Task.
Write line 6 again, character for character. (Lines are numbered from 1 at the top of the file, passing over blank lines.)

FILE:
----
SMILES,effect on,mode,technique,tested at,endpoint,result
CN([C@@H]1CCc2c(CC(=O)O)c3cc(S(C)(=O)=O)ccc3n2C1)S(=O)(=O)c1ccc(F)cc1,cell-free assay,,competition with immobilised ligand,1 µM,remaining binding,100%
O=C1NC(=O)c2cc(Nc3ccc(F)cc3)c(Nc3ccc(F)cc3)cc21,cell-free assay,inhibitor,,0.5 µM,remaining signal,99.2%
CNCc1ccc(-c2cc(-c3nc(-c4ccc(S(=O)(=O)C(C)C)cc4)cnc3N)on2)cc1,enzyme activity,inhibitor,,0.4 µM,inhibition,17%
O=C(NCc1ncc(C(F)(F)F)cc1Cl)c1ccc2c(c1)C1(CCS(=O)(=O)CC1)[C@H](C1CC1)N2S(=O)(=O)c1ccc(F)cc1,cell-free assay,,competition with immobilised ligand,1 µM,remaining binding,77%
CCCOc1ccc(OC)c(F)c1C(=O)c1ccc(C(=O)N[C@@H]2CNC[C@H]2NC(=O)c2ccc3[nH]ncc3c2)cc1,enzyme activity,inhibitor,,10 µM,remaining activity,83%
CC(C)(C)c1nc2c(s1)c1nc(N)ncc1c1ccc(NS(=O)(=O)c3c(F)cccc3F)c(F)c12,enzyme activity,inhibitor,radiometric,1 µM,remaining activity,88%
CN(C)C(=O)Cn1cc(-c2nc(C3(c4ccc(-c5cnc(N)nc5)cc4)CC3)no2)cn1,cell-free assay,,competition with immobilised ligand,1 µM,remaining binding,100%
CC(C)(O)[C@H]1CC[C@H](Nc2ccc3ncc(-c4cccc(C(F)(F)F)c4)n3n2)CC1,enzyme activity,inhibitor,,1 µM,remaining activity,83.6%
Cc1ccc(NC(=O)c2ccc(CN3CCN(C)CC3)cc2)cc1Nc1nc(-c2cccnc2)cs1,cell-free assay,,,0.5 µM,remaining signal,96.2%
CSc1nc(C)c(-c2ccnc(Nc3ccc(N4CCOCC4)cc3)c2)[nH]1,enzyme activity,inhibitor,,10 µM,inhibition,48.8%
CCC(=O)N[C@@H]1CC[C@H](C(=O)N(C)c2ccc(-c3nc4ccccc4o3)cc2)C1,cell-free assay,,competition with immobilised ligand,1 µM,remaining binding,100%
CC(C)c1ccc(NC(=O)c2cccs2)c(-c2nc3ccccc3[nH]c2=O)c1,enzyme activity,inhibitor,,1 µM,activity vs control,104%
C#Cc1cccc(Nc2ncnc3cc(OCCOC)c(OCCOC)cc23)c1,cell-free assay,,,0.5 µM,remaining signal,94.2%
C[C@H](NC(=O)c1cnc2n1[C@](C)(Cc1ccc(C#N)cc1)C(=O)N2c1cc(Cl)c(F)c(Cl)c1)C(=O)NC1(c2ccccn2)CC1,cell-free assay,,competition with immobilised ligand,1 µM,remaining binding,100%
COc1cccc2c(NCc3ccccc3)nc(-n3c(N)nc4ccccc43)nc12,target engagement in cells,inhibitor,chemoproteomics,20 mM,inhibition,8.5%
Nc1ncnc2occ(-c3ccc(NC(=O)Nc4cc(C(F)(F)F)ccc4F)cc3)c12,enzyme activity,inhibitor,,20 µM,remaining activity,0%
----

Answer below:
CCCOc1ccc(OC)c(F)c1C(=O)c1ccc(C(=O)N[C@@H]2CNC[C@H]2NC(=O)c2ccc3[nH]ncc3c2)cc1,enzyme activity,inhibitor,,10 µM,remaining activity,83%